This study aimed to develop a model that fused multiple features (multi-feature fusion model) for predicting metachronous distant metastasis (DM) in breast cancer (BC) based on clinicopathological characteristics and magnetic resonance imaging (MRI). A nomogram based on clinicopathological features (clinicopathological-feature model) and a nomogram based on the multi-feature fusion model were constructed based on BC patients with DM (n=67) and matched patients (n=134) without DM. DM was diagnosed on average (17.31±13.12) months after diagnosis. The clinicopathological-feature model included seven features: reproductive history, lymph node metastasis, estrogen receptor status, progesterone receptor status, CA153, CEA, and endocrine therapy. The multi-feature fusion model included the same features and an additional three MRI features (multiple masses, fat-saturated T2WI signal, and mass size). The multi-feature fusion model was relatively better at predicting DM. The sensitivity, specificity, diagnostic accuracy and AUC of the multi-feature fusion model were 0.746 (95% CI: 0.623-0.841), 0.806 (0.727-0.867), 0.786 (0.723-0.841), and 0.854 (0.798-0.911), respectively. Both internal and external validations suggested good generalizability of the multi-feature fusion model to the clinic. The incorporation of MRI factors significantly improved the specificity and sensitivity of the nomogram. The constructed multi-feature fusion nomogram may guide DM screening and the implementation of prophylactic treatment for BC.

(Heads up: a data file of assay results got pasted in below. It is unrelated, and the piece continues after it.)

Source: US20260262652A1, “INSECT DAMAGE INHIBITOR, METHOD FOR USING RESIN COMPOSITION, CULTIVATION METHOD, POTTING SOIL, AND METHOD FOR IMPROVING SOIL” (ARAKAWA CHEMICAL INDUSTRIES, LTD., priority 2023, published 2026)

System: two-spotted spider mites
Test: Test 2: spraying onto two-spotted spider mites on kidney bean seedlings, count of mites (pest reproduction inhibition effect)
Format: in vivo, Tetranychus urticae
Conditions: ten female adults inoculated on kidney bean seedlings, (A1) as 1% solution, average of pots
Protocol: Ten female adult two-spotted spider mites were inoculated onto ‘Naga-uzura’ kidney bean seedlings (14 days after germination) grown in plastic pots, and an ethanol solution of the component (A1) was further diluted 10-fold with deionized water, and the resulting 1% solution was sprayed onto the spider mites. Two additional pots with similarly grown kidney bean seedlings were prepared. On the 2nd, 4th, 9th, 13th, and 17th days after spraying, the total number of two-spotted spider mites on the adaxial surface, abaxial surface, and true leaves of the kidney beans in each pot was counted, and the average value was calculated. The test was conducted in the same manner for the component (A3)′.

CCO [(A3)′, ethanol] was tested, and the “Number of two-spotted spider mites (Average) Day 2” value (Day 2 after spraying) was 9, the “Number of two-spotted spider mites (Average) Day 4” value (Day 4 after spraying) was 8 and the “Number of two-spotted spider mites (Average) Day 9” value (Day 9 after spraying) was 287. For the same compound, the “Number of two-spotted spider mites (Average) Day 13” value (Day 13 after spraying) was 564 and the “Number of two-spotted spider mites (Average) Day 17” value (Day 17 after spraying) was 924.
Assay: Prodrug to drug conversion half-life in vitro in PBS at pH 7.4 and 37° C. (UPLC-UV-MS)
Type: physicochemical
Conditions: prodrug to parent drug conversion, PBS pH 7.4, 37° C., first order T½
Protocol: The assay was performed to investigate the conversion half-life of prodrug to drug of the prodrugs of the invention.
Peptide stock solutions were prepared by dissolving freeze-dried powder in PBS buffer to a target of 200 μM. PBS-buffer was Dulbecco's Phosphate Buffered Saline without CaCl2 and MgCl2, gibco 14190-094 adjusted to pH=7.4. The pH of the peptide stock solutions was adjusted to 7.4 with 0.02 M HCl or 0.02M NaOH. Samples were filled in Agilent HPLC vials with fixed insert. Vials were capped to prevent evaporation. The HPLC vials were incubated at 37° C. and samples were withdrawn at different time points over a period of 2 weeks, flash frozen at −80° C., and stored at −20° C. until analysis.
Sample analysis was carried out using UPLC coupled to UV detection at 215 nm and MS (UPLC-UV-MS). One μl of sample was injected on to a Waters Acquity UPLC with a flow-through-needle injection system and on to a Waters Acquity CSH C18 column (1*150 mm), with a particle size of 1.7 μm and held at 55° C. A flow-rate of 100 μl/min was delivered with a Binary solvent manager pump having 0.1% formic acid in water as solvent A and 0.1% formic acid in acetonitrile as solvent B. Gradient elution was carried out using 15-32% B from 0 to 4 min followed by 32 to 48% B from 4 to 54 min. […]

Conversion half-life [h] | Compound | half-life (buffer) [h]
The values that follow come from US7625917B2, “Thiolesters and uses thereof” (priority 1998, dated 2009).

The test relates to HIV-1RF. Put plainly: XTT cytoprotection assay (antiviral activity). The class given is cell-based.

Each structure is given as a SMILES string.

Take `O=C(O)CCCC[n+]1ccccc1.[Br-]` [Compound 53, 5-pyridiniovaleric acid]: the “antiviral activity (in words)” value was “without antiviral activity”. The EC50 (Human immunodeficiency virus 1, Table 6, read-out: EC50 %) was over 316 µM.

Read the full article here: https://pubmed.ncbi.nlm.nih.gov/32989175/